With poetry in general—and particularly with poems this magnificent—the less discussion—the less analysis—or—God forbid—interpretation—the better. The poem is best served—we’re best served—by just letting it breathe—letting it sing. And so the only words I can find to attempt to provide a welcome mat—to even begin to express adequate admiration for this art—are these few lines from Emily Dickinson—this country’s great poet—and Marie Howe’s direct forebear:
Of its Voice—to affirm—when the Wind is within—
Ours, then—tonight—the sublime pleasure to sit in this chapel—how appropriate—and bask—in divine melody. Please welcome Marie Howe.
“Marie Howe's poetry is luminous, intense, and eloquent, rooted in an abundant inner life. Her long, deep-breathing lines address the mysteries of flesh and spirit, in terms accessible only to a woman who is very much of our time and yet still in touch with the sacred.” —Stanley Kunitz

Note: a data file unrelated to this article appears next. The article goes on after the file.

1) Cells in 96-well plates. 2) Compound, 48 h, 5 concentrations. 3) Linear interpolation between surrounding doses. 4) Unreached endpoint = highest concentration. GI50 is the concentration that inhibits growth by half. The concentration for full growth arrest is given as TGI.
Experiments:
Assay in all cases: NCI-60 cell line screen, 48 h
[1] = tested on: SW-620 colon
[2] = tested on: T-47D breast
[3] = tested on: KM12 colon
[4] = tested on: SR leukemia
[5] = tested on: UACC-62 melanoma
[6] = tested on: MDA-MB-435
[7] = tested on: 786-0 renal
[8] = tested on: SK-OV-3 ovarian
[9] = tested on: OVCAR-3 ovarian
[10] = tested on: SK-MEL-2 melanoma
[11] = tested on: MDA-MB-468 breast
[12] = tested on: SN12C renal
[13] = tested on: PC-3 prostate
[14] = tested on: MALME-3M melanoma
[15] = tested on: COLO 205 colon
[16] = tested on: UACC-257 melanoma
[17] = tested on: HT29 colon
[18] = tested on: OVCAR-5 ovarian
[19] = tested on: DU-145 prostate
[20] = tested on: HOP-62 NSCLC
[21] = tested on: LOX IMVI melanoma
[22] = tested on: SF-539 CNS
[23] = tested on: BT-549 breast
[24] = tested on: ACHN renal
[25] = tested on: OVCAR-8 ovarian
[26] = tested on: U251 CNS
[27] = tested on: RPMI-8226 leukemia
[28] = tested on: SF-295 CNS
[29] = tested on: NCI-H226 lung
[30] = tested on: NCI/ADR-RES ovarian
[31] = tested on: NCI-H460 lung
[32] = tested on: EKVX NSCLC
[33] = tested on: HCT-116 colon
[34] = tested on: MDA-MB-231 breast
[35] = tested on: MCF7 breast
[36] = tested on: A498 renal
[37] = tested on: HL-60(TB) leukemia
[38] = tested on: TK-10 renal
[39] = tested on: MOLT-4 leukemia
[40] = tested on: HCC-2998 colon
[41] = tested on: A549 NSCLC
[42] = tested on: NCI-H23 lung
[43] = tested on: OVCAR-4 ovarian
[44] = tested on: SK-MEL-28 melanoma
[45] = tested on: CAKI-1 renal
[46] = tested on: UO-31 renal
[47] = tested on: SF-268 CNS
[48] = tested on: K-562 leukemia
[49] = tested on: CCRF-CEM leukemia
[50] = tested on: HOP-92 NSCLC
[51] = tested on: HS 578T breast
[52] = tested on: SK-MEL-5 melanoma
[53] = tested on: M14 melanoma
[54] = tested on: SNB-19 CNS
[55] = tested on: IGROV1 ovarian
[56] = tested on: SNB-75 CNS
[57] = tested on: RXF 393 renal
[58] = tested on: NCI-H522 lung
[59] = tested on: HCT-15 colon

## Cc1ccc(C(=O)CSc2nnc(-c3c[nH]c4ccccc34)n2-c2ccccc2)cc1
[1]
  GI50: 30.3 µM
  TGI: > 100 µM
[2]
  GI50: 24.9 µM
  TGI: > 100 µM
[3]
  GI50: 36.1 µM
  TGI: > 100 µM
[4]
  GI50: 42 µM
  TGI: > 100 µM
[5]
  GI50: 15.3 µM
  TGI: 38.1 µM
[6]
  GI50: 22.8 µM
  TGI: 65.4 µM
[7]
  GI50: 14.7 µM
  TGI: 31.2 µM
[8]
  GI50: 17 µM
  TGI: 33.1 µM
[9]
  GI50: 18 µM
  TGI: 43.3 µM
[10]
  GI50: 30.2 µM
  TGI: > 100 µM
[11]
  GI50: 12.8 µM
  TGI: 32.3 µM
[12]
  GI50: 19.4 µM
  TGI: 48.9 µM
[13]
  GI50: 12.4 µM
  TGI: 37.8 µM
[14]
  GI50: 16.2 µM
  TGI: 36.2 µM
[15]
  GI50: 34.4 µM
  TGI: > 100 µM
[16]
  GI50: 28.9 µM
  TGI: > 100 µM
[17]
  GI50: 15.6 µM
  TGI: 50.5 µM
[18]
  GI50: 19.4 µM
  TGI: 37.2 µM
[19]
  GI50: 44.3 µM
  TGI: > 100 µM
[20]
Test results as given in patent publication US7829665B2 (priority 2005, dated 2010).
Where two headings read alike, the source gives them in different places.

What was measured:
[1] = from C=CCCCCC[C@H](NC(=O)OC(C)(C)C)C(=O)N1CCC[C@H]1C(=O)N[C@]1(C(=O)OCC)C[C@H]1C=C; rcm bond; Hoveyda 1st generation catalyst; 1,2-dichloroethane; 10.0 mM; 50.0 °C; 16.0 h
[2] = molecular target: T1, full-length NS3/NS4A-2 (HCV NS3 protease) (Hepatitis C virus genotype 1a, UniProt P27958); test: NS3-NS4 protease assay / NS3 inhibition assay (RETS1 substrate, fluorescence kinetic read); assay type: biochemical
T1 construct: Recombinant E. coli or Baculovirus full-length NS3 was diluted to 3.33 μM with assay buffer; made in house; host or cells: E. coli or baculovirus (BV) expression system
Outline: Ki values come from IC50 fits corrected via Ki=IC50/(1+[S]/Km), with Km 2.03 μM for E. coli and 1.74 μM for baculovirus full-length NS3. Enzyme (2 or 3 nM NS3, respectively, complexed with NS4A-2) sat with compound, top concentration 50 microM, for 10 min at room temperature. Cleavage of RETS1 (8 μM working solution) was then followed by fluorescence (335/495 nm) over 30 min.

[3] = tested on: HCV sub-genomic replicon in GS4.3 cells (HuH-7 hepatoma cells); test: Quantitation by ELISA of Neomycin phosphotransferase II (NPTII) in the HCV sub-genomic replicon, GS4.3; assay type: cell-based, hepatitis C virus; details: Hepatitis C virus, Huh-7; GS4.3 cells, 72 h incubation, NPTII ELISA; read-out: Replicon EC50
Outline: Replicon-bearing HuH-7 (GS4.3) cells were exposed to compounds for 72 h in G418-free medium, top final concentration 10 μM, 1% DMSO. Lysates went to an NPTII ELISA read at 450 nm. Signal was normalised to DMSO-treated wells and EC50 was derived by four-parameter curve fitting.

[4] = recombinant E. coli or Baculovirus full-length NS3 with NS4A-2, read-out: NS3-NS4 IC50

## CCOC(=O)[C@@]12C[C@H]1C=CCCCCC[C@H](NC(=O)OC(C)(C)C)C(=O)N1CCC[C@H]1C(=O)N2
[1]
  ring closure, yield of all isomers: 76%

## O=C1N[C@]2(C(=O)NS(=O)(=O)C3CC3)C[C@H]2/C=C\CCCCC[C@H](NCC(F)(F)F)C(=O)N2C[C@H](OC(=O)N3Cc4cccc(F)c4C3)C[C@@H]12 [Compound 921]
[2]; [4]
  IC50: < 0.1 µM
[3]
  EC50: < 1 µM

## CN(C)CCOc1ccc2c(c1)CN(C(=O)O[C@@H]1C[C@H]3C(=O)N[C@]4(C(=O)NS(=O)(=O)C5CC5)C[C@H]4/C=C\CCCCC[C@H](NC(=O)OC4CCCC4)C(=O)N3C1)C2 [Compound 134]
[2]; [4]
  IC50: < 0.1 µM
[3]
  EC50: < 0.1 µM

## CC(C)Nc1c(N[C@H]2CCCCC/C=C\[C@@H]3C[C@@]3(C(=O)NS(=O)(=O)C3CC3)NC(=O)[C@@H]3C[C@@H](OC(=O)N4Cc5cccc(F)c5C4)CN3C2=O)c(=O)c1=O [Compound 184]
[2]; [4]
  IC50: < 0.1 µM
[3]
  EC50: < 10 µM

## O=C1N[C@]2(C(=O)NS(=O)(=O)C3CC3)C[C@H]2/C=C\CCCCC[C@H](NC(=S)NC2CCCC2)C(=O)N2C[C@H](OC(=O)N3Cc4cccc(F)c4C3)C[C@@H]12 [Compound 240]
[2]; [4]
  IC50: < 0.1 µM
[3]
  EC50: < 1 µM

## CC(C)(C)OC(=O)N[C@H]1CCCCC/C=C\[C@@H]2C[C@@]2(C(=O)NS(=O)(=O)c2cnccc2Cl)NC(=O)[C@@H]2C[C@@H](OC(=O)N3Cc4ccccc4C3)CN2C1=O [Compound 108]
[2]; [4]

Marie Howe is the author of two volumes of poetry, The Good Thief (1998), and What the Living Do (1997), and the co-editor of a book of essays, In the Company of My Solitude: American Writing from the AIDS Pandemic (1994). Her third volume of poetry, Kingdom Of Ordinary Time is forthcoming. Stanley Kunitz selected Howe for a Lavan Younger Poets Prize from the American Academy of Poets. She has, in addition, been a fellow at the Bunting Institute at Radcliffe College and a recipient of NEA and Guggenheim fellowships. Her poems have appeared in The New Yorker, The Atlantic, Poetry, Agni, Ploughsahres, Harvard Review, and The Partisan Review, among others. Currently, Howe teaches creative writing at Sarah Lawrence College, Columbia, and New York University.